Abstract

An important component of the pathogenic process of multiple sclerosis (MS) is the blood-brain barrier (BBB) damage. We recently set an in vitro model of BBB, based on a three-cell-type co-culture system, in which rat neurons and astrocytes synergistically induce brain capillary endothelial cells to form a monolayer with permeability properties resembling those of the physiological BBB. Herein we report that the serum from patients with secondary progressive multiple sclerosis (SPMS) has a damaging effect on isolated neurons. This finding suggests that neuronal damaging in MS could be a primary event and not only secondary to myelin damage, as generally assumed. SPMS serum affects the permeability of the BBB model, as indicated by the decrease of the transendothelial electrical resistance (TEER). Moreover, as shown by both immunofluorescence and Western blot analyses, BBB breaking is accompanied by a decrease of the synthesis as well as the peripheral localization of occludin, a structural protein of the tight junctions that are responsible for BBB properties.
Lingua originaleEnglish
pagine (da-a)743-747
Numero di pagine0
RivistaInternational Journal of Molecular Medicine
Volume24
Stato di pubblicazionePublished - 2009

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Chronic Progressive Multiple Sclerosis
Blood-Brain Barrier
Serum
Multiple Sclerosis
Permeability
Occludin
Tight Junction Proteins
Neurons
Myelin Sheath
Coculture Techniques
Electric Impedance
Astrocytes
Fluorescent Antibody Technique
Endothelial Cells
Cell Culture Techniques
Western Blotting
Brain

All Science Journal Classification (ASJC) codes

  • Genetics

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title = "Neuronal and BBB damage induced by sera from patients with secondary progressive multiple sclerosis",
abstract = "An important component of the pathogenic process of multiple sclerosis (MS) is the blood-brain barrier (BBB) damage. We recently set an in vitro model of BBB, based on a three-cell-type co-culture system, in which rat neurons and astrocytes synergistically induce brain capillary endothelial cells to form a monolayer with permeability properties resembling those of the physiological BBB. Herein we report that the serum from patients with secondary progressive multiple sclerosis (SPMS) has a damaging effect on isolated neurons. This finding suggests that neuronal damaging in MS could be a primary event and not only secondary to myelin damage, as generally assumed. SPMS serum affects the permeability of the BBB model, as indicated by the decrease of the transendothelial electrical resistance (TEER). Moreover, as shown by both immunofluorescence and Western blot analyses, BBB breaking is accompanied by a decrease of the synthesis as well as the peripheral localization of occludin, a structural protein of the tight junctions that are responsible for BBB properties.",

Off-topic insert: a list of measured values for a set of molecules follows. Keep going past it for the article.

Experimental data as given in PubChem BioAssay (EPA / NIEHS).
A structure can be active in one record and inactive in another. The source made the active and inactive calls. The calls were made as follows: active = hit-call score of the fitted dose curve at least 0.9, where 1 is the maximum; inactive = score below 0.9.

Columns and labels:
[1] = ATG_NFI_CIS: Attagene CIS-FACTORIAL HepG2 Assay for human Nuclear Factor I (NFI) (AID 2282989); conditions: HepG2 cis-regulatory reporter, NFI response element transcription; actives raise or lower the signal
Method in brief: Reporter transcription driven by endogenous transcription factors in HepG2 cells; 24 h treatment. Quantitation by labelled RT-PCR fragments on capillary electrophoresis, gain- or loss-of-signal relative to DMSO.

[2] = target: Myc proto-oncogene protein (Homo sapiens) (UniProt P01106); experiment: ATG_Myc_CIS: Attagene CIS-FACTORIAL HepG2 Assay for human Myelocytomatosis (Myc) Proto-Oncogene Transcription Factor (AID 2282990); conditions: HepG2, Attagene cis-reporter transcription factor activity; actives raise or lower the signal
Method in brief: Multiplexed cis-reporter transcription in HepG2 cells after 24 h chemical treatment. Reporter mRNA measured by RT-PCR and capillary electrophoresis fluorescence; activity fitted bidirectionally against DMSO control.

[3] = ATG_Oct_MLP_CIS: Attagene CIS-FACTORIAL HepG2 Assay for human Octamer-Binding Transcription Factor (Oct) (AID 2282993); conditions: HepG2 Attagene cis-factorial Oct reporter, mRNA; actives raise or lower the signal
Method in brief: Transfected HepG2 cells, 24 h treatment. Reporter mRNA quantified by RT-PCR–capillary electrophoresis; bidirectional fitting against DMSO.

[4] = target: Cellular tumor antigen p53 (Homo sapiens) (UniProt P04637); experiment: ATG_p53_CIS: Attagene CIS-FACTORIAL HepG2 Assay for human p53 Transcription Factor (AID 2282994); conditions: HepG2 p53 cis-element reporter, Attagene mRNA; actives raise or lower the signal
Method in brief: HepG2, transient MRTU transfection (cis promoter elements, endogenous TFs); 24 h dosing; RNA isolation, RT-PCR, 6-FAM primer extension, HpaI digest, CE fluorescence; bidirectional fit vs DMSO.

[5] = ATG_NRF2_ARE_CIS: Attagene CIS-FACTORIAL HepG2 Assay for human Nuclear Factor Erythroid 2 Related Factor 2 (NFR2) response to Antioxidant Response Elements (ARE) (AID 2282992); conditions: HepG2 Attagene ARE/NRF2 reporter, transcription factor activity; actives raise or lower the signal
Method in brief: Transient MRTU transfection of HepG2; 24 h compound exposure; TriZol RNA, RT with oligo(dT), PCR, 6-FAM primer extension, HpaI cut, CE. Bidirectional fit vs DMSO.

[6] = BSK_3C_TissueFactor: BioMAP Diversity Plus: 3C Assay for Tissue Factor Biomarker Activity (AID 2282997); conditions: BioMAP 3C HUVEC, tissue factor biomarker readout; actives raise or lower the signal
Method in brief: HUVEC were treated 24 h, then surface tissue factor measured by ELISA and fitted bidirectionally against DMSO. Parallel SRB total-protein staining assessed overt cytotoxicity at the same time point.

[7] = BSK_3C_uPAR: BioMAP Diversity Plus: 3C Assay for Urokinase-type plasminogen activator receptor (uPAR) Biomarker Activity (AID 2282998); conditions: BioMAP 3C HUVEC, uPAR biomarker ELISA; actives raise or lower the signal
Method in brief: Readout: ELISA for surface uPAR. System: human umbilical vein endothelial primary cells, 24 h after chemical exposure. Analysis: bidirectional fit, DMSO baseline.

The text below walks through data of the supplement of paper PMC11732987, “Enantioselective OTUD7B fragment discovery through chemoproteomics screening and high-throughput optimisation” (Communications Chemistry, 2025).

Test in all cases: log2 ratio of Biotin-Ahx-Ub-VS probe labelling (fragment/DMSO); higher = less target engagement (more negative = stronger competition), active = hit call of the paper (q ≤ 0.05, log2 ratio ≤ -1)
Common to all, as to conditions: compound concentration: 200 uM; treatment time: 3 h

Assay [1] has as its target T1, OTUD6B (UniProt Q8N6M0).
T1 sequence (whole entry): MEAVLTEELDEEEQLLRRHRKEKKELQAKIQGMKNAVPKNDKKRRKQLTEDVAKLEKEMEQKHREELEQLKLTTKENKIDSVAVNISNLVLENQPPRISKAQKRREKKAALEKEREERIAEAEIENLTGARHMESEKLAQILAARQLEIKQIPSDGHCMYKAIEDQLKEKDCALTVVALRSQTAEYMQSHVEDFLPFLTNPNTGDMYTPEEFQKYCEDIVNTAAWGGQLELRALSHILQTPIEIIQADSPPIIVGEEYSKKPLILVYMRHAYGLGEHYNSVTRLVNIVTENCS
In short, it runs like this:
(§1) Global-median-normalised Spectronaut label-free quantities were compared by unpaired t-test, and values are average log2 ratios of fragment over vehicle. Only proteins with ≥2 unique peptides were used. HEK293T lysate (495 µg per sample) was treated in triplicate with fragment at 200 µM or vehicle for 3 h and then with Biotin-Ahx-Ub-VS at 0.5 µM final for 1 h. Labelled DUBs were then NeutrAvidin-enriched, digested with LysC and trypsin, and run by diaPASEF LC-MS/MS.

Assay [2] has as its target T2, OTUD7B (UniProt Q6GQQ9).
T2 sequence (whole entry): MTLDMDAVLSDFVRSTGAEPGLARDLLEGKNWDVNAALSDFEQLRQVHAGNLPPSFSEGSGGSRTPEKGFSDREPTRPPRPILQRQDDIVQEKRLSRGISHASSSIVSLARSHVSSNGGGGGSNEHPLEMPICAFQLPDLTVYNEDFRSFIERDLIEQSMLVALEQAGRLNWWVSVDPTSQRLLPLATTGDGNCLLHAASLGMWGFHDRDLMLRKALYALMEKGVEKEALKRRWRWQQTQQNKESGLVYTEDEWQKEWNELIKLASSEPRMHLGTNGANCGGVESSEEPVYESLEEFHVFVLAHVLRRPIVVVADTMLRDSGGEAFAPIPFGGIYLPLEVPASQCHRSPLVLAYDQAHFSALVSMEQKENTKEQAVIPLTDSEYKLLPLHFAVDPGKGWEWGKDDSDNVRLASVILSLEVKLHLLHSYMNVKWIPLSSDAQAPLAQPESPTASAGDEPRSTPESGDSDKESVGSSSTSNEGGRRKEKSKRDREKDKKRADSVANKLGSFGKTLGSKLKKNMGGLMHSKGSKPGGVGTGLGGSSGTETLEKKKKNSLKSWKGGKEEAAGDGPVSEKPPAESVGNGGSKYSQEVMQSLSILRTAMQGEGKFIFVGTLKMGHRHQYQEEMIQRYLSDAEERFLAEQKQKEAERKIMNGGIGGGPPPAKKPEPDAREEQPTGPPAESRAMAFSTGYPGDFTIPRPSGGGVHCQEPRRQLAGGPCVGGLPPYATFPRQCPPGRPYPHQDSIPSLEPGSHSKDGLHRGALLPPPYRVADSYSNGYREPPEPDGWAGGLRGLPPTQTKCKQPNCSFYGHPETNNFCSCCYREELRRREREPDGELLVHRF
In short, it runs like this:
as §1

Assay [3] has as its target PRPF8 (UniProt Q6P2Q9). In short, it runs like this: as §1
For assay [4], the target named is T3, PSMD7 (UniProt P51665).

keywords = "multiple sclerosis, brain cell cultures, in vitro models of blood-brain barrier, neuronal cell death, transendothelial electrical resistance",
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T1 - Neuronal and BBB damage induced by sera from patients with secondary progressive multiple sclerosis

AU - Savettieri, Giovanni

AU - Salemi, Giuseppe

AU - Di Liegro, Italia

AU - Ragonese, Paolo

AU - Schiera, Gabriella

AU - Proia, Patrizia

PY - 2009

Y1 - 2009

N2 - An important component of the pathogenic process of multiple sclerosis (MS) is the blood-brain barrier (BBB) damage. We recently set an in vitro model of BBB, based on a three-cell-type co-culture system, in which rat neurons and astrocytes synergistically induce brain capillary endothelial cells to form a monolayer with permeability properties resembling those of the physiological BBB. Herein we report that the serum from patients with secondary progressive multiple sclerosis (SPMS) has a damaging effect on isolated neurons. This finding suggests that neuronal damaging in MS could be a primary event and not only secondary to myelin damage, as generally assumed. SPMS serum affects the permeability of the BBB model, as indicated by the decrease of the transendothelial electrical resistance (TEER). Moreover, as shown by both immunofluorescence and Western blot analyses, BBB breaking is accompanied by a decrease of the synthesis as well as the peripheral localization of occludin, a structural protein of the tight junctions that are responsible for BBB properties.

AB - An important component of the pathogenic process of multiple sclerosis (MS) is the blood-brain barrier (BBB) damage. We recently set an in vitro model of BBB, based on a three-cell-type co-culture system, in which rat neurons and astrocytes synergistically induce brain capillary endothelial cells to form a monolayer with permeability properties resembling those of the physiological BBB. Herein we report that the serum from patients with secondary progressive multiple sclerosis (SPMS) has a damaging effect on isolated neurons. This finding suggests that neuronal damaging in MS could be a primary event and not only secondary to myelin damage, as generally assumed. SPMS serum affects the permeability of the BBB model, as indicated by the decrease of the transendothelial electrical resistance (TEER). Moreover, as shown by both immunofluorescence and Western blot analyses, BBB breaking is accompanied by a decrease of the synthesis as well as the peripheral localization of occludin, a structural protein of the tight junctions that are responsible for BBB properties.

KW - multiple sclerosis, brain cell cultures, in vitro models of blood-brain barrier, neuronal cell death, transendothelial electrical resistance

UR - http://hdl.handle.net/10447/42928

M3 - Article

VL - 24

SP - 743

EP - 747

JO - International Journal of Molecular Medicine

JF - International Journal of Molecular Medicine

SN - 1107-3756

ER -